This procedure is reflected in the staffing of the administration. Rachel Levine will be the Assistant Secretary for Health in the new administration. Until now, she was the Pennsylvania Secretary of Health, where she made history mainly by issuing an order last March that retirement homes must accept clients with a positive COVID-19 test. It is now accepted that this approach was one of the biggest mistakes made by American politicians in the fight against the disease. The mistake of putting COVID-positive patients in nursing homes is better known from New York because the governor, Andrew Cuomo, is also more widely known than Levine, but in Pennsylvania, it was exactly the same.

Are the members of the American media interested in this when it comes to Levine? No, because they are way too interested in the fact that Levine is the first transgender person in the presidential cabinet. Nothing else matters.

It will be characteristic of Biden’s presidency, not only in the first days, that he will try to govern as much as possible through executive orders — government decrees, as we would say in the Czech Republic.

US presidents are increasingly resorting to this solution as Congress becomes less and less able to pass laws. In the long run, this contributes to the erosion of democratic governance, to the fact that more and more different groups are living with a legitimate feeling that the government is pushing for things that have never been properly decided. But in the short term, this is a way to score political points.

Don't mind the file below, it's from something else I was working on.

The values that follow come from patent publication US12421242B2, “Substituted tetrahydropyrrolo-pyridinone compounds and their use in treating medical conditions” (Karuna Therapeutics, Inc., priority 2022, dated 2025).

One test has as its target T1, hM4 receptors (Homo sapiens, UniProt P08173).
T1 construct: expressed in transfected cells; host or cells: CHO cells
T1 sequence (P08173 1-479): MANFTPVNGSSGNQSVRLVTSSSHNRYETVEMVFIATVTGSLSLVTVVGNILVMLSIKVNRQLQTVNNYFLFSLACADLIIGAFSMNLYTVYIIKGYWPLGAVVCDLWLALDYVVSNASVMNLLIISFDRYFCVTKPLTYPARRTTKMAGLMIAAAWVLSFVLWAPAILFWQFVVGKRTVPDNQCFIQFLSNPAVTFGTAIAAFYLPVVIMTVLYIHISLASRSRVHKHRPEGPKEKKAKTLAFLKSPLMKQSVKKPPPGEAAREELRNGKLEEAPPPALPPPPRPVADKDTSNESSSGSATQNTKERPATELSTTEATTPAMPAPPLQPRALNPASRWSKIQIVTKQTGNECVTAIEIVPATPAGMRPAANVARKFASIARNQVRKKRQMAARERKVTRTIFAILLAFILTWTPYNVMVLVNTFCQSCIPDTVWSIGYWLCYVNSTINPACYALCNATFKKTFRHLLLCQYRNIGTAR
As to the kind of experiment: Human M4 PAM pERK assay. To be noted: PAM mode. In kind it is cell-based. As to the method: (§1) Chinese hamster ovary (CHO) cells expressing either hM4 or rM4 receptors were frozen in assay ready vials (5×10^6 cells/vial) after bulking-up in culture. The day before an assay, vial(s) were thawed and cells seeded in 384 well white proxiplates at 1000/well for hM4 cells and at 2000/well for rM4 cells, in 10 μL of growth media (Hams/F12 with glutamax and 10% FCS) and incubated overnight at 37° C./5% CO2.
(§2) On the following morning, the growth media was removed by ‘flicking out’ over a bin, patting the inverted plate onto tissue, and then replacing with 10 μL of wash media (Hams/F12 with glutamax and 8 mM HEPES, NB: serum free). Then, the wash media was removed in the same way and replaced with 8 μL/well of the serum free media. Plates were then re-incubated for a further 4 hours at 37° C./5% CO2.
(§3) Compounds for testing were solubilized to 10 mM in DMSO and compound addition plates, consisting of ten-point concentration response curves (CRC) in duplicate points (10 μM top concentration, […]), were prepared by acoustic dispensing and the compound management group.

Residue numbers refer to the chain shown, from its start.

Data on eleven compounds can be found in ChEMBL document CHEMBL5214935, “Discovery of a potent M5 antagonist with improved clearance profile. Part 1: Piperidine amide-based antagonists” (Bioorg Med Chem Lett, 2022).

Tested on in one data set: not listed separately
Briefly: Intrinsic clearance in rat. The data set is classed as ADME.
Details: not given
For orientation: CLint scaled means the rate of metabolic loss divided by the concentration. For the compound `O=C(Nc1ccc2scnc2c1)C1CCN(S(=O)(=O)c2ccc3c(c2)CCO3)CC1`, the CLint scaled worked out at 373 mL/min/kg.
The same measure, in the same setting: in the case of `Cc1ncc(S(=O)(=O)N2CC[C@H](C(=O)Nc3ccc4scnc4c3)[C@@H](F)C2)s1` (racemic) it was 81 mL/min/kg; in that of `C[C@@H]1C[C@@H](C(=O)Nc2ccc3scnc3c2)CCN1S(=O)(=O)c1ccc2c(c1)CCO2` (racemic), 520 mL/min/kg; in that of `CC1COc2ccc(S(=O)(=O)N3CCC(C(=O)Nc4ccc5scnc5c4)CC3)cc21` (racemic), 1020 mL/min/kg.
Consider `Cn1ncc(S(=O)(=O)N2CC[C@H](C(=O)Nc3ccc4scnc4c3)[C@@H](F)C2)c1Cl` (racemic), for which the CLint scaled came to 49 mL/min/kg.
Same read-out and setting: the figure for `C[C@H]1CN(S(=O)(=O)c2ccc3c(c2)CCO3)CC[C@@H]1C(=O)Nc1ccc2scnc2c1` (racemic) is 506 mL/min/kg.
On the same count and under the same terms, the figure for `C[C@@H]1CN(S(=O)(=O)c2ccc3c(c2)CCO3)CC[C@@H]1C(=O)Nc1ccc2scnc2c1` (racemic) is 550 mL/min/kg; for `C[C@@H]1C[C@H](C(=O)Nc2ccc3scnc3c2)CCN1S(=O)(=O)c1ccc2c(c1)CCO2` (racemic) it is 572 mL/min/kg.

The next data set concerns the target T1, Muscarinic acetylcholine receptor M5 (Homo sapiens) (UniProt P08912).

Most of the executive orders that Biden prepared on the first day are supposed to destroy the legacy of a hated predecessor (as Trump did before) — rejoining the Paris Climate Agreement, for example.

The revocation of the permit for the construction of the Keystone XL oil pipeline from Canada to the US has the same symbolic quality. The first design for its construction was made in 2005. In 2008, the George W. Bush administration granted permission to begin the construction work. Obama had been maneuvering for a long time, as the pipeline had, of course, been the target of protests on the left and had been blocked by a number of lawsuits. Finally, in 2015, his government announced that it would not allow construction.

In 2017, Trump reversed Obama’s decision, and oil got the green light. The lawsuits were therefore able to run again. And now Joe Biden has stopped the pipeline again.

He thus created the preconditions for lawsuits from the other side of the spectrum promoting the pipeline to be re-launched. And so that his eventual Republican successor could re-authorize the pipeline in a cheap gesture on the day he took office in 2025. And so on until the oil really loses as much importance as its opponents claim. It is much more likely than it will never be built. It’s a nice example of American decadence, a way of governing that Joe Biden will not change.

Title image: President Joe Biden speaks during the 59th Presidential Inauguration at the U.S. Capitol in Washington, Wednesday, Jan. 20, 2021.(AP Photo/Patrick Semansky, Pool)